I saw this great post on the blog of writer Callum McLaughlin the other day, and thought: hmm. There’s a good idea! So, I decided to follow suit and answer the questions posed about how and what I read. I waffle on about how and what I write often enough on here!
How do you find out about new books to read?
Social media, a lot of the time. I follow whackloads of writers on Twitter who are always talking about books (naturally enough), whether their own or those of people they know, and I’m usually hovering over their shoulder, taking notes. I also love walking into bookshops and simply seeing what grabs my eye – and/or allowing knowledgeable and helpful booksellers to guide me! – but in general I’m just open, at all times, to picking up bookish vibes. I’m constantly on the lookout for new suggestions, and I’m always sniffing out new possibilities. It sort of comes naturally.
How did you get into reading?
I literally don’t remember a time in my life when I didn’t read. My parents tell me I was reading by the age of two – not books, as such, but I was able to pick up on words and put sounds together, which meant I was a huge hit at family parties and suchlike. (‘Dance, monkey! Dance!’) My parents read to me from my earliest days and our house was always filled with books; I don’t think the importance of making books available to children can be overstated. My brother and I are both big readers, even now, despite the fact that neither of our parents are actually all that into reading. They supported our literacy with a passion, but neither of them really read for pleasure – which is interesting!
How has your taste in books changed as you’ve grown older?
Not by a lot, truth be told! I am an omnivorous reader, and I have always been. I read books which were probably deemed ‘inappropriate’ at a young age (usually without my parents’ knowledge or involvement!), on a wide variety of topics, and I’ve never censored my own reading. I love all sorts of fiction with the exception of romance novels, which I never really warmed to (though I did try them, in my teens) and I’m making an active effort to read more non-fiction. That’s probably the only real change in recent years, actually – I’m trying to expand my repertoire by reading non-fiction, which has an entirely different feeling and power to fiction. I love children’s books, of course, but I always have.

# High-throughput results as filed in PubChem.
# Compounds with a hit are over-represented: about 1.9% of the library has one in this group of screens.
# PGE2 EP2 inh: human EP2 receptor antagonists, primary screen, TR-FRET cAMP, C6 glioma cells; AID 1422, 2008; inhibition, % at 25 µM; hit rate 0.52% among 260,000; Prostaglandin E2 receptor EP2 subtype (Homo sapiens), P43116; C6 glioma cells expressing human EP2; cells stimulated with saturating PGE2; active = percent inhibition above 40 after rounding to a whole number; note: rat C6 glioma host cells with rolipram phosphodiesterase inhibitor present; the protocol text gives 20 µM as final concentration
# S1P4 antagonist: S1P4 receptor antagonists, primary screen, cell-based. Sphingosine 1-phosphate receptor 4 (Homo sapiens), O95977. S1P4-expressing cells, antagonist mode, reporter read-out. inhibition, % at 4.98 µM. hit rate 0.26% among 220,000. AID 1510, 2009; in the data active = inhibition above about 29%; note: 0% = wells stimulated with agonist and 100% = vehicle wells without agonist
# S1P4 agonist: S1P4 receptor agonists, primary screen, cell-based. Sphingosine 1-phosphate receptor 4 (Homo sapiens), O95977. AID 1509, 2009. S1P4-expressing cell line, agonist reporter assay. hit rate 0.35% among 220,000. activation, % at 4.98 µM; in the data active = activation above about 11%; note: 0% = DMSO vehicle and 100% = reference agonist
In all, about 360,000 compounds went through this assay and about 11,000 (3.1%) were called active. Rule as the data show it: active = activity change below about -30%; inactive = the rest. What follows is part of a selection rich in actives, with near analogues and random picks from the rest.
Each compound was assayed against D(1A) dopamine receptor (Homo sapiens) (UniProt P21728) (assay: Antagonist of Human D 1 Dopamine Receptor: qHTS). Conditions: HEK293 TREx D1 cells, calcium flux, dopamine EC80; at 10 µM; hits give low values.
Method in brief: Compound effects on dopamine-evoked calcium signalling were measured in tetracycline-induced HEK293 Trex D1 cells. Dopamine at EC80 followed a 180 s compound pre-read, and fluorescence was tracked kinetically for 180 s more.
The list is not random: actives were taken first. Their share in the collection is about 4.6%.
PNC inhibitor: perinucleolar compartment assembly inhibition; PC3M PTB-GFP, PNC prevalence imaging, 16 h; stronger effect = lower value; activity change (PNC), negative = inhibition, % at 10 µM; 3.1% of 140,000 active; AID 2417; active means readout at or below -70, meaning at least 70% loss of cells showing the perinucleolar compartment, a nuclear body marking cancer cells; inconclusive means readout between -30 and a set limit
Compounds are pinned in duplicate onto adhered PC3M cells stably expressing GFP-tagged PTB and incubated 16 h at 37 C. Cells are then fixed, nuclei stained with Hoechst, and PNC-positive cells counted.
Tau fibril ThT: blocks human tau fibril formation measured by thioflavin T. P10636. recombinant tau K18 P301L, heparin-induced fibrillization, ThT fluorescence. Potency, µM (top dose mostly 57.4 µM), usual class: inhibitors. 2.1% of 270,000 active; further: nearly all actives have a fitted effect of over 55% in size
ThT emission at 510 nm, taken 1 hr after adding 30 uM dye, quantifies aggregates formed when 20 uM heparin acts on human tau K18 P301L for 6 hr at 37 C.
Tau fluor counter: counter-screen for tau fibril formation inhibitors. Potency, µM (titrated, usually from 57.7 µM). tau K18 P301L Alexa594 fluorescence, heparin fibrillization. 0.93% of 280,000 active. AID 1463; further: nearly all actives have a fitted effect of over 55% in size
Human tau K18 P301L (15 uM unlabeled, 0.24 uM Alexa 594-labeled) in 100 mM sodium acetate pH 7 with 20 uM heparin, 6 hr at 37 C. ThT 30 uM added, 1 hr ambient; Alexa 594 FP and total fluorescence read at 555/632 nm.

How often do you buy books?
Not as often as I’d like. When I worked as a bookseller, of course, most of my pay packet went on ordering books for myself – this, I feel, is a common problem among booksellers! It’s so tempting, as a book addict, to simply chuck a few tomes into the order basket for yourself at the end of a particularly slow day, just so you feel justified in placing the order. Now that I don’t have that job any more, I find it’s harder to buy books. I don’t buy online, and I don’t have an e-reader (phooey!) and never will, so I’m dependent on my occasional travels to nearby towns to visit bookshops in the flesh. This doesn’t happen enough. (I’m not sure my husband would agree!)
How did you get into Booktubing/book blogging?
I’m not a Booktuber (whatever that is!) but I blog about books and writing and reading because it’s what I love to do more than anything else in the world. I think about little else but books, plots, stories, characters, creating worlds and people and situations, and when I’m not writing my own, I’m reading the visions of others. I blog about books because, basically, I know very little about anything else!
How do you react when you don’t like the end of a book?
Violently, usually. I have been known to slap books shut and fling them on the ground if I don’t get on with how they end! I’m told I mutter when I’m reading if I don’t like what’s happening, whereas I’m deathly silent – and totally focused – if I love what’s going on in the book. I don’t ever ‘assassinate’ books in public, or post (really, truly) nasty things about them, no matter how much they annoy me, but my nearest and dearest hear all about exactly how disappointing the book was, and I’m lucky that they put up with me so readily! Books are important to me, you see. When they end badly, it makes me mad.
And I’m a bit like the big green guy with the purple pants when I get mad.
How often have you taken a sneaky look at the back page of a book to see if it’s a happy ending?
Goodness me. I never do this. The very idea! *looks about, shiftily* One thing I do do, however, is read a book’s acknowledgements first, which are sometimes printed at the back of the book. If they are, then occasionally my eye will stray to the last few lines, but I’ve normally forgotten them by the time I actually get to the end, so there’s no harm done. Right? Right.
Thanks to Callum for the great post, and the inspiration! If anyone wants to take up these questions on their own blog, do let me know. I’m nosy. I’d love to know what your reading habits are like. It’s all in the name of scientific research!